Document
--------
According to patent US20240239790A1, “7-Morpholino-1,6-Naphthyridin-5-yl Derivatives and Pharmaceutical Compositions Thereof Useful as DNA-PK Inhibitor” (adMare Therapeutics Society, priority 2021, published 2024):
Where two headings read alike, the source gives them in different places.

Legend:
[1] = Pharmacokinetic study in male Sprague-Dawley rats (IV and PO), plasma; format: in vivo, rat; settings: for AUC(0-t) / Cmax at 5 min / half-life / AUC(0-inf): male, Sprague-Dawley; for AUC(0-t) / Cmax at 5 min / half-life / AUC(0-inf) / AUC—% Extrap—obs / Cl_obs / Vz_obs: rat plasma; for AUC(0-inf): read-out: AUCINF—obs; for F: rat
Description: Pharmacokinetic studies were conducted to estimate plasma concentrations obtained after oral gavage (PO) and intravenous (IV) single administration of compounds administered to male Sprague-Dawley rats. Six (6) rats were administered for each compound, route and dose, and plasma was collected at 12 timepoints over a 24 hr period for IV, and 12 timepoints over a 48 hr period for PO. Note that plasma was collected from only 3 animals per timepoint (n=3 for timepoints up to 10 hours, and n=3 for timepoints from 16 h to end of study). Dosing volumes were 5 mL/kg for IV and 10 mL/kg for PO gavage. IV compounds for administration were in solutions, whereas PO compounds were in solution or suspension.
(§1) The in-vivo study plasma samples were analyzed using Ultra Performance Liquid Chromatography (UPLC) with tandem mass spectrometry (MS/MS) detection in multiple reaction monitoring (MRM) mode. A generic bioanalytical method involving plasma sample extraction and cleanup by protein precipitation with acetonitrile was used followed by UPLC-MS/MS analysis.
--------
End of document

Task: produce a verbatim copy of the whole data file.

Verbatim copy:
According to patent US20240239790A1, “7-Morpholino-1,6-Naphthyridin-5-yl Derivatives and Pharmaceutical Compositions Thereof Useful as DNA-PK Inhibitor” (adMare Therapeutics Society, priority 2021, published 2024):
Where two headings read alike, the source gives them in different places.

Legend:
[1] = Pharmacokinetic study in male Sprague-Dawley rats (IV and PO), plasma; format: in vivo, rat; settings: for AUC(0-t) / Cmax at 5 min / half-life / AUC(0-inf): male, Sprague-Dawley; for AUC(0-t) / Cmax at 5 min / half-life / AUC(0-inf) / AUC—% Extrap—obs / Cl_obs / Vz_obs: rat plasma; for AUC(0-inf): read-out: AUCINF—obs; for F: rat
Description: Pharmacokinetic studies were conducted to estimate plasma concentrations obtained after oral gavage (PO) and intravenous (IV) single administration of compounds administered to male Sprague-Dawley rats. Six (6) rats were administered for each compound, route and dose, and plasma was collected at 12 timepoints over a 24 hr period for IV, and 12 timepoints over a 48 hr period for PO. Note that plasma was collected from only 3 animals per timepoint (n=3 for timepoints up to 10 hours, and n=3 for timepoints from 16 h to end of study). Dosing volumes were 5 mL/kg for IV and 10 mL/kg for PO gavage. IV compounds for administration were in solutions, whereas PO compounds were in solution or suspension.
(§1) The in-vivo study plasma samples were analyzed using Ultra Performance Liquid Chromatography (UPLC) with tandem mass spectrometry (MS/MS) detection in multiple reaction monitoring (MRM) mode. A generic bioanalytical method involving plasma sample extraction and cleanup by protein precipitation with acetonitrile was used followed by UPLC-MS/MS analysis.